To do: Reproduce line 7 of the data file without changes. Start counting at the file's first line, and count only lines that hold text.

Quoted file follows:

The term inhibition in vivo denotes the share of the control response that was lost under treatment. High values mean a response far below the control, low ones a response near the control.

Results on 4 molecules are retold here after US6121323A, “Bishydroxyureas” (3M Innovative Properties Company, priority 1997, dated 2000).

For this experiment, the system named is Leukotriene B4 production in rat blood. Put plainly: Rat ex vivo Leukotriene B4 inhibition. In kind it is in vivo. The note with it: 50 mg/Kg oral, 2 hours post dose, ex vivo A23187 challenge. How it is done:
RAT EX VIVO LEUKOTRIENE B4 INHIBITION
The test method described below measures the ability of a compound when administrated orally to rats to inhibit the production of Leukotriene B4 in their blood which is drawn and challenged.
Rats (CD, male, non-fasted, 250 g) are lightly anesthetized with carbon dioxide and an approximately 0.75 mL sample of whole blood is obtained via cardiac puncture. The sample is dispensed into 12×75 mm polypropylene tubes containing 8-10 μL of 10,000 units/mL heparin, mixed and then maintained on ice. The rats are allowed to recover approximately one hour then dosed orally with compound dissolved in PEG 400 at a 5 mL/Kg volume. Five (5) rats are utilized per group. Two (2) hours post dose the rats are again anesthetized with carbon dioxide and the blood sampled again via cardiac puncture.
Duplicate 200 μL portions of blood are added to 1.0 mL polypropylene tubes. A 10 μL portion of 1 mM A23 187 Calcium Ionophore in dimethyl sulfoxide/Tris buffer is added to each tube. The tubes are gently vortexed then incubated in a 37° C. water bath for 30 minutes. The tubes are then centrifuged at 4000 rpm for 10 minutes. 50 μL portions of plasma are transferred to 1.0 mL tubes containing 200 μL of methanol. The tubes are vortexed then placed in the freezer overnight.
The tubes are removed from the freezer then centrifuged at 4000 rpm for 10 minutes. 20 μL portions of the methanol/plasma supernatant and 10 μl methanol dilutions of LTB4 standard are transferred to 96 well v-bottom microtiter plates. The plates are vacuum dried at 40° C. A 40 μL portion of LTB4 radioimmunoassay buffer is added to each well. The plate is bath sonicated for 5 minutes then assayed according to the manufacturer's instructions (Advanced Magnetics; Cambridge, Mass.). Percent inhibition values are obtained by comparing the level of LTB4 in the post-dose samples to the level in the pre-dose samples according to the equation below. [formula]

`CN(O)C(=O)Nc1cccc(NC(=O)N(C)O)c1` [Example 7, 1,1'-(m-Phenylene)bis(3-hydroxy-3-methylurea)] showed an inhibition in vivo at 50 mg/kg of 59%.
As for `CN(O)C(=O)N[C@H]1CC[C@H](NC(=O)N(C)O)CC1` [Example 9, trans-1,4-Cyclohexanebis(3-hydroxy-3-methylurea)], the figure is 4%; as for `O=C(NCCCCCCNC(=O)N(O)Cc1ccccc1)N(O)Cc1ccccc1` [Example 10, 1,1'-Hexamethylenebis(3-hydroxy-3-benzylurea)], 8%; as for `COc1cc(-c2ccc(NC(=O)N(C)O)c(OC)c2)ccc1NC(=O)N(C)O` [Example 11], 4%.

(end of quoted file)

Duplicate 200 μL portions of blood are added to 1.0 mL polypropylene tubes. A 10 μL portion of 1 mM A23 187 Calcium Ionophore in dimethyl sulfoxide/Tris buffer is added to each tube. The tubes are gently vortexed then incubated in a 37° C. water bath for 30 minutes. The tubes are then centrifuged at 4000 rpm for 10 minutes. 50 μL portions of plasma are transferred to 1.0 mL tubes containing 200 μL of methanol. The tubes are vortexed then placed in the freezer overnight.